Troels Forchhammer, physicist, Denmark
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  23. Faramirsabootlickermaggot's Avatar
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    #23
    To me, The Children Of Hurin pretty much is like the first age in Middle Earth in general. That is, it is very sad. In the case of Turin, it is merely more pronounced than in other cases.

    Hurin and Turin in many ways reminds me of Denethor. That is, he is a great man, mighty among men of his age, but the pride of Turin and refusal to take the advice of others, ultimately help lead to his downfall.

    Hurin is also like to Denethor in that they both battled the will of the dark lord of their times, and though neither became his slave, they were deceived by him to the misfortune of their allies.

    So I guess for me, the characters are the most interesting part of the book.

    I only wish that Tolkien could have lived 5-10 more years so that we could have more stories and works of his finished.

  24. brumtown's Avatar
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    #24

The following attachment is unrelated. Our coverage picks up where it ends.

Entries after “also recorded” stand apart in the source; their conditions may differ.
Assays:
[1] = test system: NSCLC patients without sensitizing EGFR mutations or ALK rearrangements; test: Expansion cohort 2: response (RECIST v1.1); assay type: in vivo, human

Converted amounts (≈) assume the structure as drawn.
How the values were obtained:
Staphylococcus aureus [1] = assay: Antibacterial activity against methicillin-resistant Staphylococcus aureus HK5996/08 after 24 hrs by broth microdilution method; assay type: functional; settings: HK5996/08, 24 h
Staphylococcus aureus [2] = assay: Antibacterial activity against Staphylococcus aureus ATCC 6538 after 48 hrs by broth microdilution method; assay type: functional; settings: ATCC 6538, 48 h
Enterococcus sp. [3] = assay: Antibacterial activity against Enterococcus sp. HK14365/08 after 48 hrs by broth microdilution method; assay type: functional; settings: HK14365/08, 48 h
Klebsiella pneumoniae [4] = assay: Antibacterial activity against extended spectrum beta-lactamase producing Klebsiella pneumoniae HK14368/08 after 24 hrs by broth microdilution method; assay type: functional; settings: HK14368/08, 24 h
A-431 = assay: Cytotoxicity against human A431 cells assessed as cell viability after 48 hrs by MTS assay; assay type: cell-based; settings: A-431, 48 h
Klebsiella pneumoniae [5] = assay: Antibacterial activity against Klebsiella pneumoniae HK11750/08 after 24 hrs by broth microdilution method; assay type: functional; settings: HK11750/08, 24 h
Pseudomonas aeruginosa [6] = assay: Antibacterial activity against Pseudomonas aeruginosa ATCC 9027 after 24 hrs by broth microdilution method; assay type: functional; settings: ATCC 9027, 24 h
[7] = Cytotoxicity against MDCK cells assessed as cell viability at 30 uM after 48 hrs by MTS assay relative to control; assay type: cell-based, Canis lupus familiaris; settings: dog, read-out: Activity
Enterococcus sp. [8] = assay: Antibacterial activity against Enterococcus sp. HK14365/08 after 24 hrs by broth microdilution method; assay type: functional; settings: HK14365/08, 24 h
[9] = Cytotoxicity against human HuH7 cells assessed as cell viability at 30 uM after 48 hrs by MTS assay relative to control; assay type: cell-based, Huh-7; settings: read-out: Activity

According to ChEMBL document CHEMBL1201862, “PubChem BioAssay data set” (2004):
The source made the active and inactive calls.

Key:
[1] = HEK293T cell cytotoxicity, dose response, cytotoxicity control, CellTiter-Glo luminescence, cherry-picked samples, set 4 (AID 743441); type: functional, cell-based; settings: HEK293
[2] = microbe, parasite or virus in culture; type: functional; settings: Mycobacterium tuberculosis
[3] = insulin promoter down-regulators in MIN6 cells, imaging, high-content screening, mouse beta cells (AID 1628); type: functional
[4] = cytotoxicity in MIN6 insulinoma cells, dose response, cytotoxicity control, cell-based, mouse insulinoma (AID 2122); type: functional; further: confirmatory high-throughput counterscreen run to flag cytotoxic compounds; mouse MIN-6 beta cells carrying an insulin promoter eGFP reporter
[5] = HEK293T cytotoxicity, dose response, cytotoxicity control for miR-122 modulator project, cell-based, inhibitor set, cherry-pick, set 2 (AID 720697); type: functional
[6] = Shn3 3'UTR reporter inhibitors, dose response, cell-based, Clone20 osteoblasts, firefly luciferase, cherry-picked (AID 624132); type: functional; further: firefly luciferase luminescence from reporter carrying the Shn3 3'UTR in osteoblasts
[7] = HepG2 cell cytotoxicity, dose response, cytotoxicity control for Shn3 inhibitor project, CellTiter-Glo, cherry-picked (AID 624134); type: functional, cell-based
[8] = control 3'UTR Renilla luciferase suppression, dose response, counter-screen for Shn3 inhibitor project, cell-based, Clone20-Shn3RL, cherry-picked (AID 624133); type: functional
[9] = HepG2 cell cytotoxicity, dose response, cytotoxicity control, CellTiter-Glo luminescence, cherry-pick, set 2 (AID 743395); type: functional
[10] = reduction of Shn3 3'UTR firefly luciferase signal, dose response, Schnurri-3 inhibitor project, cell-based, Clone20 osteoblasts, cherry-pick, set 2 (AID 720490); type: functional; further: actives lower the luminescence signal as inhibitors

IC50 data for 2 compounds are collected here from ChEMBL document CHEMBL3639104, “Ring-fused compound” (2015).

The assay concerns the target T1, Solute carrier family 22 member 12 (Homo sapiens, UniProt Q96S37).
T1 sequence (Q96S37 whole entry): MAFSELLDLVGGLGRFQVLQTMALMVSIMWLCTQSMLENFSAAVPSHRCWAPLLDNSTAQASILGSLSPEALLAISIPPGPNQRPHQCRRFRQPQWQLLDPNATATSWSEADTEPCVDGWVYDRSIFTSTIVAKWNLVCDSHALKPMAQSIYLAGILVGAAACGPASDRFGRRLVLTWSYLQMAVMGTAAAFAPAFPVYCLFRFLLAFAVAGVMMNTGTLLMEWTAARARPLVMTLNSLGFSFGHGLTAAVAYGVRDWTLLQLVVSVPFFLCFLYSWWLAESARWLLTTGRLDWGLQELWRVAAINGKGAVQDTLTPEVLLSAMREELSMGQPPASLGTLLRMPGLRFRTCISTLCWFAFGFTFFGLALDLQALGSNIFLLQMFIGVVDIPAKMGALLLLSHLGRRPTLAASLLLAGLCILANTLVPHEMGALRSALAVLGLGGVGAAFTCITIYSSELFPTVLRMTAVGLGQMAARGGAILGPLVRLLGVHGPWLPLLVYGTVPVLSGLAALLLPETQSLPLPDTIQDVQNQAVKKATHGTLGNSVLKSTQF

My favourite part of any book is the end, since you can see how everything worked out. However, upon completing a book (most of the time) I wish I was still reading it.
    Last edited by brumtown; 21/Jul/2016 at 01:06 PM.

  25. My favorite part about the book is the authors capability of describing the moment explicitly. A scene which can be written in 2 pages but the author has described in an entire chapter.

  26. Finduilas Faelivrin's Avatar
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    #26
    I used to listen to stories on my way to and from work and on the bus. When I was listening to The Silmarillion for the first time I was riding on a bus, and when the climax to Túrin's story went into my ears through the headphones I gasped aloud. (I still have all of my Silm CD's loaded onto my old 16G pre-smartphones Sony Walkman, which I listen to every so often. The software is obsolete, but I can still listen to everything I already had on it.)

    Sooo, it was good to be able to hear his entire story in TCoH - I was desperate to hear more!